The channel was launched on 30 October 2014 and closed for TV broadcasting on 30 July 2021. RT UK focused on covering the United Kingdom. RT presenter Afshin Rattansi stated that the channel's position is "to challenge dominant power structures in Britain by broadcasting live and original programming with a progressive UK focus", and it is "not subject to the metropolitan elite's London bias" since its "news will come from right across the country".[6]

Richard Sambrook, former director of global news at the BBC and director of the Centre of Journalism at Cardiff University was quoted as saying "It's a surprising move to focus resources on the UK. It's not a commercial proposition, therefore the main purpose must be to gain influence. It's about soft power for the Kremlin".[7] In a pre-launch statement, RT correspondent Polly Boiko said "So much is made of how RT is funded. It's been cast as the Big Bad Wolf of the news media landscape," and "I think many of us... see the launch of RT UK as an opportunity to shake off the accusations levelled at the channel".[8]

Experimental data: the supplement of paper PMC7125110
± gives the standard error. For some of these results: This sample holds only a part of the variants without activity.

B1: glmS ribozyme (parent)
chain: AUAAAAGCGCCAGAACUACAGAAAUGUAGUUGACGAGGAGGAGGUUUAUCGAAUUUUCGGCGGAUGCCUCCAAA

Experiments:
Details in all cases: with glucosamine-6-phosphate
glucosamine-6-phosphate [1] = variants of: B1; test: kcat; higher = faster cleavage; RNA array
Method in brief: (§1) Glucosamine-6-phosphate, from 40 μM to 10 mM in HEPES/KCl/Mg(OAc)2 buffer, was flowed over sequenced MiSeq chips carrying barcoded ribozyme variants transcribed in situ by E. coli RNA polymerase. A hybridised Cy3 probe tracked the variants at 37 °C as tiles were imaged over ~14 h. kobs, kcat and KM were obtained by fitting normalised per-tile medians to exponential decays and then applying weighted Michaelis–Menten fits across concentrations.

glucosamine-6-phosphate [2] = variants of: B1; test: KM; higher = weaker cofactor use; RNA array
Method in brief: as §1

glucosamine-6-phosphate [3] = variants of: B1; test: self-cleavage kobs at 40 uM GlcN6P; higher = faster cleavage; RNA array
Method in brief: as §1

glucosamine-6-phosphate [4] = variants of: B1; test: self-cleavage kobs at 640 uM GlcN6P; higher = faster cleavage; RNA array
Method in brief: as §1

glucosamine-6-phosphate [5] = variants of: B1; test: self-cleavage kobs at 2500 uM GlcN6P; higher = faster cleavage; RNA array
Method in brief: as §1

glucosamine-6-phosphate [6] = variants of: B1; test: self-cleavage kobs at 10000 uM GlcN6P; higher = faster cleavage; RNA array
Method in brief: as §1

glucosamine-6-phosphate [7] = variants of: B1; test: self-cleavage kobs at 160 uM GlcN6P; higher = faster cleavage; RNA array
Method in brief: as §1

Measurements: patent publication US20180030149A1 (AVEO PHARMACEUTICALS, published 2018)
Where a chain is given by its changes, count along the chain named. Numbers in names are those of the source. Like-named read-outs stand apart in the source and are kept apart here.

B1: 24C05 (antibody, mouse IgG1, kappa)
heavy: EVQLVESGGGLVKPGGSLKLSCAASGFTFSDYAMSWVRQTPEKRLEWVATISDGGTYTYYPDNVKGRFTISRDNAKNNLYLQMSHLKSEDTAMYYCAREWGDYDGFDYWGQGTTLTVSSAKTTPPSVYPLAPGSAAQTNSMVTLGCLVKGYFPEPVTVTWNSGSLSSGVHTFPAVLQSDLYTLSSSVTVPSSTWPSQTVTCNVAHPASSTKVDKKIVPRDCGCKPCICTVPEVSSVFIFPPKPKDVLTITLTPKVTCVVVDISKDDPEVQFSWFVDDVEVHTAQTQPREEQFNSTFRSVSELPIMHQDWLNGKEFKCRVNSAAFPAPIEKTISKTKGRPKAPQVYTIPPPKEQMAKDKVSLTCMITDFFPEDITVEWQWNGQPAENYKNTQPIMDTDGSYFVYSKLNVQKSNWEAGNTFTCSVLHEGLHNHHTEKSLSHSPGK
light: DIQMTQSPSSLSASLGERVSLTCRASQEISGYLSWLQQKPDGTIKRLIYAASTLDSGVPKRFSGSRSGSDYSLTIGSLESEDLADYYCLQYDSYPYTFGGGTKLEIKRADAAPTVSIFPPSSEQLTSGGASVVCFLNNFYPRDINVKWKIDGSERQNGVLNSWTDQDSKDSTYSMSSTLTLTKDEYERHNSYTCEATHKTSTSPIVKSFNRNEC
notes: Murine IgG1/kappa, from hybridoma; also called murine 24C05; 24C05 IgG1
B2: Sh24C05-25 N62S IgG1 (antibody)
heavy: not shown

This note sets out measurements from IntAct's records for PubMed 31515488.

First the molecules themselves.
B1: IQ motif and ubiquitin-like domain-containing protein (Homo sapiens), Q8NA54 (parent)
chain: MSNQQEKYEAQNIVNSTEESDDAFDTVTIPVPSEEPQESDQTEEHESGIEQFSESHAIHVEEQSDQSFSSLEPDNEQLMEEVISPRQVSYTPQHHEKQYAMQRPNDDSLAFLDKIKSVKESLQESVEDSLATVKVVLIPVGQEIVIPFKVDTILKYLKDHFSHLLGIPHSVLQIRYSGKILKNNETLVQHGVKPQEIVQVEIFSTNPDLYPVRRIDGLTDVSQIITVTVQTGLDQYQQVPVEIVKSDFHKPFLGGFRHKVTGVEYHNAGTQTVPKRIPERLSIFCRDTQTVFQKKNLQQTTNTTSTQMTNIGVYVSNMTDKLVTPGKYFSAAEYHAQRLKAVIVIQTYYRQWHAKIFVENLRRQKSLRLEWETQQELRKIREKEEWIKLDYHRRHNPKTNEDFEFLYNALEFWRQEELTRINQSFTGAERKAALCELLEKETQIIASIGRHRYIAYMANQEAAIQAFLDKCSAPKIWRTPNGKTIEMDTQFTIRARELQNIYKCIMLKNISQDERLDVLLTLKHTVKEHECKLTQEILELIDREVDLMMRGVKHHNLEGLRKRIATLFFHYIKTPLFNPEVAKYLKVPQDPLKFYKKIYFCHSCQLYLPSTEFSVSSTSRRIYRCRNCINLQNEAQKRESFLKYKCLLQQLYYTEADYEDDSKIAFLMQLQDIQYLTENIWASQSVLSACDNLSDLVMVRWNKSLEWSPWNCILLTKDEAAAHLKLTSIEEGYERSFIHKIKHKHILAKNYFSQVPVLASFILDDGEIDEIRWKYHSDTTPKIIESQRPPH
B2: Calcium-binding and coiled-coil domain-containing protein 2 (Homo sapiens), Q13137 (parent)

Incidents

Relations with British regulators

Ahead of the launch of its UK-specific broadcasts, RT said that adverts promoting the channel had been rejected by ad agencies because they felt they would be illegal under UK laws on political advertising. The network posted versions of the adverts on billboards and its website with the word "redacted" on them in protest. The UK Advertising Standards Authority said it had not banned the ads or even received any complaint about them.[9]

The UK broadcast regulator Ofcom had repeatedly reprimanded the international version of RT for its failure to remain impartial.[7] In July 2014, London-based RT International correspondent Sara Firth resigned, after five years with the channel, calling its coverage of the MH17 disaster, "straw that broke the camel’s back".[10] Shortly after the RT UK operation was launched, Ofcom said sanctions would be imposed if further breaches of the broadcasting code occurred.[11]